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Ford struggles amid weak January results

But affiliate Mazda has strong month

Rick Kranz

Automotive News | February 1, 2008 - 4:26 pm EST

DETROIT -- Total Ford Motor Co. vehicle sales slipped 4 percent in January to 159,914 units. Totals include the Premier Automotive Group.

Ford, Mercury and Lincoln accounted for 148,355 units of those sales, also a decrease of 4 percent.

But Ford could take solace in the results from its Japanese affiliate, Mazda Motor Corp., which enjoyed its best January since 1994. Mazda sold 21,212 vehicles in the United States last month, up 10.2 percent from the same month of 2007.

The freshened Mazda5 minivan led the way with a 28.4 percent gain, and the Mazda6 sedan was next with a 27.0 percent boost.

"After closing 2007 as the fastest-growing major car company in the U.S., we kicked off 2008 signaling our intention for another strong year," Jim O'Sullivan, CEO of Mazda North American Operations, said in a statement.

Ford’s sales decrease reflects a continuing reduction in fleet car sales that started last year, said Ford sales analyst George Pipas, who spoke with analysts and journalists during a teleconference today.

Pipas said the automaker will continue to reduce fleet sales until the end of the 2008 model year. He did not reveal what percentage of sales or production the automaker was targeting for its fleet business.

Pipas said that although car sales were down 11 percent in January, that “was due to a sharp reduction in fleet (car) deliveries compared with a year ago. Retail sales for cars were down 3 percent.”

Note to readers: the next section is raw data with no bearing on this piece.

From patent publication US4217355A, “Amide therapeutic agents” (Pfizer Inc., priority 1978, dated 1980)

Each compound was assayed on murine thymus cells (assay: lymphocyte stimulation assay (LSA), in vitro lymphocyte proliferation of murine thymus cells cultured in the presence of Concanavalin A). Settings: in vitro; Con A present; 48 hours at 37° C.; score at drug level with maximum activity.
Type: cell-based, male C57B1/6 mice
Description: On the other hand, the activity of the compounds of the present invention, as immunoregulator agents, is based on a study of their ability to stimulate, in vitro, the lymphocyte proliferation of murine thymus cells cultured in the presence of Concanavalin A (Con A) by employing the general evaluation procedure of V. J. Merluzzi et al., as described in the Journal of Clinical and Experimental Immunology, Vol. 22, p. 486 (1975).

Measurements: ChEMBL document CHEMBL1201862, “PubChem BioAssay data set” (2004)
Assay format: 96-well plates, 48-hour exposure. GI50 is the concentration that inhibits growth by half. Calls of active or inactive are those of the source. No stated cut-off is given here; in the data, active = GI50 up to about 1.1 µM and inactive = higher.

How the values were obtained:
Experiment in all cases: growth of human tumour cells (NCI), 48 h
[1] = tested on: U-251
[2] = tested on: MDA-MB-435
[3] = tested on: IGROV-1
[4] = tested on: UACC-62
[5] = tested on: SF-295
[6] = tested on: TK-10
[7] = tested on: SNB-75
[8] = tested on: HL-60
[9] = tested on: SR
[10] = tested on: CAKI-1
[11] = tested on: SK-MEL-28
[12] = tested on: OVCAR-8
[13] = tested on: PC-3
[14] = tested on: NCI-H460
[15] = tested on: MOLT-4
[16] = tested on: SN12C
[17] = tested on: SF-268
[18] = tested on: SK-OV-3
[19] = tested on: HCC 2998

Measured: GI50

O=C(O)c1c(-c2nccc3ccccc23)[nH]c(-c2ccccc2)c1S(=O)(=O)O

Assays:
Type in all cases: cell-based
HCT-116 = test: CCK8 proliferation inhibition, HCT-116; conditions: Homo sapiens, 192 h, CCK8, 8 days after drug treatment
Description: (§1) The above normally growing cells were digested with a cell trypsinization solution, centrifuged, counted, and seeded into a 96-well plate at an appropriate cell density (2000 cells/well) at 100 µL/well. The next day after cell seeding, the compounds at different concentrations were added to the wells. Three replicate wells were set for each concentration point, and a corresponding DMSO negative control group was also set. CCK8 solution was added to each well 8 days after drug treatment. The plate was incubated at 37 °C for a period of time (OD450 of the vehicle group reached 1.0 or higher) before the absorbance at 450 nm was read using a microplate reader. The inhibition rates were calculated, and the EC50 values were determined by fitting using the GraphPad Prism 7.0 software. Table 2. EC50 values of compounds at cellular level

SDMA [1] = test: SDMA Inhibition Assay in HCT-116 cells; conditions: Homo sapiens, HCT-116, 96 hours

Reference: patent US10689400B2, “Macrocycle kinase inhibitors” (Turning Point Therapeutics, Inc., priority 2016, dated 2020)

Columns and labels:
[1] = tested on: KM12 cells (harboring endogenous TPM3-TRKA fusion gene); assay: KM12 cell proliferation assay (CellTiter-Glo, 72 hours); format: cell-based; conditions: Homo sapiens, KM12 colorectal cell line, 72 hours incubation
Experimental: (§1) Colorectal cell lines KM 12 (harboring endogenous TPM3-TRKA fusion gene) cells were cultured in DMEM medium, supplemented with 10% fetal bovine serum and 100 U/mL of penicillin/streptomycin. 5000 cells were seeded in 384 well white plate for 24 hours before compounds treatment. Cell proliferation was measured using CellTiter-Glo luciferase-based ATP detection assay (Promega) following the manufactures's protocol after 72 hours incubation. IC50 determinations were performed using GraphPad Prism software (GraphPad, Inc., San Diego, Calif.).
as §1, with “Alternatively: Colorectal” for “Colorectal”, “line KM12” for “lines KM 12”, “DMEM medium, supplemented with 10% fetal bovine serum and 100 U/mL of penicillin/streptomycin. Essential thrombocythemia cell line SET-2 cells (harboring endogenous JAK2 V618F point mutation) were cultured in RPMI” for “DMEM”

He said that while Ford Fusion sales were down 12.8 percent last month, “retail sales slipped slightly.”

Pipas said Ford’s total retail vehicle sales for January were down 9 percent compared with a year ago, while fleet sales were up 9 percent. “Importantly, the daily rental business was down 5 percent” compared with a year ago, Pipas said.

He said that in January 2007, Ford’s daily rental sales were down 65 percent.

On a combined basis, the Ford Fusion, Mercury Milan and Lincoln MKZ had retail sales that were slightly higher than last year, Pipas said. He said the restyled replacements for those models will be introduced later this year, and sales for the trio are expected to increase.

One of Ford’s big sales highlights last month was the restyled, re-engineered Ford Focus, up 44 percent for that month. Retail sales accounted for a 33 percent increase.

Meanwhile, total sales for the Ford Edge and Lincoln MKX crossover increased 95 percent and 78 percent, respectively. Production for both of those new crossovers was ramping up last January.

Although spending for incentives rose in some regions, overall, “we were one of only two manufacturers that was down year over year in January,” said Jim Farley, Ford’s group vice president of marketing and communications. “Our plan is to continue with our strategy of disciplined production and profitably growing our business.

“We our deploying incentives differently than we did in 2007. There will be certain regions, certain vehicles in certain months where we will accelerate based on market opportunities.” Farley pointed to a successful Ranger marketing program that boosted sales of the pickup 19.2 percent last month.

Total car sales for the Ford brand slipped 1.9 percent in January; Ford truck sales were off 0.2 percent. For the month, the Ford brand was of off 0.7 percent. The Mercury brand dropped 26.2 percent, while Lincoln fell 16.8 percent.

At the Premier Automotive Group, Jaguar’s sales were off 52.2 percent, Land Rover was down 16.7 percent, and Volvo was up 2.9 percent.

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